Becoming A Lawyer

Becoming a Lawyer

Loving to argue, speak, and to persuade/convince, I have chosen to research the career of a lawyer. I have always been intrigued by the audacity and wit that lawyers have naturally. I will explain the steps in order to be on the right path in order to become a lawyer.

While attaining a degree in your undergraduate studies, you must select a major that will be of some assistance and relevance to your particular law career. For example, if you want to be a corporate lawyer, you should major in business or if you want to be a judge, you should major in political science. After attaining your degree in your chosen major, you must attend law school.

American Law schools are very expensive, especially if you plan to attend a private law school. That being said, there are excellent law schools in the States (Yale, Harvard, NYU, UT Austin, to name a few), and if you want to practice in the States, this is a good way to go about it. However, the competition to get into the top-rated law schools in the States is ferocious and exceeds by far the competition to get into Canadian law schools. The advice that most people give surrounding applying to US law schools (as there are so many), is to apply to a few "sure-thing" schools, a few schools were you would probably get in, a few where you would probably not get in, and a few "reach" schools, where it seems unlikely that you would be admitted. Keep in mind that even a very high GPA and LSAT score can not guarantee you admission to Harvard, Yale and the other top-rated schools. Because there are so many people in the US, there are more people with excellent grades applying, therefore reducing your chances, too. After finally finalizing your arrangements and getting into your chosen law school, you must attend school. Law schools differ in their various requirements: many schools have required courses in all years, and some schools only have required courses in their first or second years. As well, many schools will require that you take some breadth courses, which are courses that are intended to round out your education. These courses are ones that are outside the canonical law school curriculum. At some point in the course of law school, you will probably have to do a moot, which is like mock court. In the moot, you are given a fact situation and you have to prepare arguments and deliver ...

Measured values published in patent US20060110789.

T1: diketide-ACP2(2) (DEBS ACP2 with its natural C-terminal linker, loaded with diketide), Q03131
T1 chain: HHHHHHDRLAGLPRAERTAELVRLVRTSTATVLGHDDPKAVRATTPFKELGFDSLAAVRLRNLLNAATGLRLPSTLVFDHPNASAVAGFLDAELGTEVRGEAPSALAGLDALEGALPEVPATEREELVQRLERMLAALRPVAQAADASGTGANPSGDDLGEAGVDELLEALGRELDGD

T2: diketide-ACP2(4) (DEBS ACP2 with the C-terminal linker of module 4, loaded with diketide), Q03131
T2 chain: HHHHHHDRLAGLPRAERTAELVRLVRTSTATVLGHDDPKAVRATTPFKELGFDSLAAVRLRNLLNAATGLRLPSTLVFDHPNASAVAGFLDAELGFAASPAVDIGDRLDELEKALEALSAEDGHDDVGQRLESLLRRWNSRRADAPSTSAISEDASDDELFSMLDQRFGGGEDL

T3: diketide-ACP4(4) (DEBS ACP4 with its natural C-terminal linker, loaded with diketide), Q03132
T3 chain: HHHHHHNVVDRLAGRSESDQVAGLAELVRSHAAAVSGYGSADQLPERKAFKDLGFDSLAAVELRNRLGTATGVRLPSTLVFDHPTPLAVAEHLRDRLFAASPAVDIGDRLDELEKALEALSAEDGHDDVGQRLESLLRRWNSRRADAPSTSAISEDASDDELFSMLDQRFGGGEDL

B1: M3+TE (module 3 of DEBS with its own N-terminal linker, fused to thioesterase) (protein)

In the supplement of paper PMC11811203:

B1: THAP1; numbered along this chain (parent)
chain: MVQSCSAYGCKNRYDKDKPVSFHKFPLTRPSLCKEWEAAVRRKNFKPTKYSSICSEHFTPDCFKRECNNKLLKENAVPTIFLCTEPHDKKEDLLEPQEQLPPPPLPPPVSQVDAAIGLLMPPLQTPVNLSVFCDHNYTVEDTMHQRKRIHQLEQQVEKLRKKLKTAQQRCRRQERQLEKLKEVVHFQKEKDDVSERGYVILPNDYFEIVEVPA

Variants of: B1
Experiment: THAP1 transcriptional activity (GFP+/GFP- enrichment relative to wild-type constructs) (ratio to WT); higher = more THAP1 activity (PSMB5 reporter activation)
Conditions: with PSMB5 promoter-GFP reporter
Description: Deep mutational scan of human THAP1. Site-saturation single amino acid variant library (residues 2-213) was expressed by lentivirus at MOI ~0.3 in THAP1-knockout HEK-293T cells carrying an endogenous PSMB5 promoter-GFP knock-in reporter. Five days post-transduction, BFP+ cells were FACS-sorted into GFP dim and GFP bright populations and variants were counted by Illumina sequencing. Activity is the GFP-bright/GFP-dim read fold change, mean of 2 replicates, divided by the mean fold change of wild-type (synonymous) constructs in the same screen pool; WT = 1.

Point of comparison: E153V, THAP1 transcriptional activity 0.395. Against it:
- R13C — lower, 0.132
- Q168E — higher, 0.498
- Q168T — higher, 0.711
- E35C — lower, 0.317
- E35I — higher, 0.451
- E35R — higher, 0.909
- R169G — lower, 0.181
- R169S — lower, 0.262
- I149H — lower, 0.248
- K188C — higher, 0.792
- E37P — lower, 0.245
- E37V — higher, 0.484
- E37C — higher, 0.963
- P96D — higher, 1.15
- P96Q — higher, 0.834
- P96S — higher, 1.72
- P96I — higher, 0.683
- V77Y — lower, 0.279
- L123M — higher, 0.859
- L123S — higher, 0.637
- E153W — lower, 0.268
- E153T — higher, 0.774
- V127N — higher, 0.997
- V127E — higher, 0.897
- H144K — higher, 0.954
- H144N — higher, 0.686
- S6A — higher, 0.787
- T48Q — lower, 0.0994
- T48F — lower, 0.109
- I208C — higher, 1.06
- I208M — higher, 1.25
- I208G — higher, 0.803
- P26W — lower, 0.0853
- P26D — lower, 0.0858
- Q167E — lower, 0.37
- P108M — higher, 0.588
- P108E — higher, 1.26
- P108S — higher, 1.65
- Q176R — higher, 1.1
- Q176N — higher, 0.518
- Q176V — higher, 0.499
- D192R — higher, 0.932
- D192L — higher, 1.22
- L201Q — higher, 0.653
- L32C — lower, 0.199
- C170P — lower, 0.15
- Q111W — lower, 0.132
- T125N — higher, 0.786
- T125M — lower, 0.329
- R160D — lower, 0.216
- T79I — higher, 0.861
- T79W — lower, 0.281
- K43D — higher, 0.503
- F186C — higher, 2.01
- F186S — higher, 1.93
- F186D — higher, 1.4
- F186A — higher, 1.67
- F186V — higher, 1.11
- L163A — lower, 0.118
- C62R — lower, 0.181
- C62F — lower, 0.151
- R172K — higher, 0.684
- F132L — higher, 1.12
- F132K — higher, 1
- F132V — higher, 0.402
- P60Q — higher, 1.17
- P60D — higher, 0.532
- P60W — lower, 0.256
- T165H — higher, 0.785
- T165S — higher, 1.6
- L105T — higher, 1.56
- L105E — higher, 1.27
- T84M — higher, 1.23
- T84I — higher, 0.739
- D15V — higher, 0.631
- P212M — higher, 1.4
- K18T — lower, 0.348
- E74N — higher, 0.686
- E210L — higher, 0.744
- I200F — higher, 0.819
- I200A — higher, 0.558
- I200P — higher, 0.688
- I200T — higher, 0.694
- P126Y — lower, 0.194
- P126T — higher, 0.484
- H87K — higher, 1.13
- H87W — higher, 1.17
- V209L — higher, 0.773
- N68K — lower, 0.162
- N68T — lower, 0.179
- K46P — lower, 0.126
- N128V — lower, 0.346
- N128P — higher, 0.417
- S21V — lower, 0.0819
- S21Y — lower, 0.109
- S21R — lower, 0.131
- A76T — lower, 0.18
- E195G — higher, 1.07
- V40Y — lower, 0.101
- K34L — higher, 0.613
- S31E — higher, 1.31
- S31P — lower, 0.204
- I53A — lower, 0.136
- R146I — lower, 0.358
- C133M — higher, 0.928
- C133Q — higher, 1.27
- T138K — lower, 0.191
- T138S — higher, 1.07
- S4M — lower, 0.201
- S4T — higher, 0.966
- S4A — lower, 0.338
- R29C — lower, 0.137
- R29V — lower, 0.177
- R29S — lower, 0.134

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... better to college life. It helps me stay focused and keep things organized by wrapping things up and reviewing all things that we learned throughout that particular week.

In all, this assignment has helped me a lot by enforcing the need to research before making great decisions. One great decision in my life at this moment is trying to decide on a major and trying to reveal and find out what I really want to be. This assignment has helped me discover what it is like to get into a good law school, what the work load is like, what types of law there is to pursue a career in, and what the salary is. All these components will keep me grounded and stay true to what I originally wanted to pursue which is a career in the legal system of our country.

Works Cited:

1) Warner, Rose. (1999). 29 Reasons Not to Go to Law School. London: Routeledge.

2) Serechal, J.R. (1987). Becoming a Lawyer. New York, New York: HBC Media.

3) Gabriel, Peter. (2001, November 4). Law School and its Perks. Retrieved November

7, 2001 from the World Wide Web: http://lawstudents/files.html.

4) Segal, Nancy. (2001, February). So you think you want to be a lawyer. Teen

People, p. 45.

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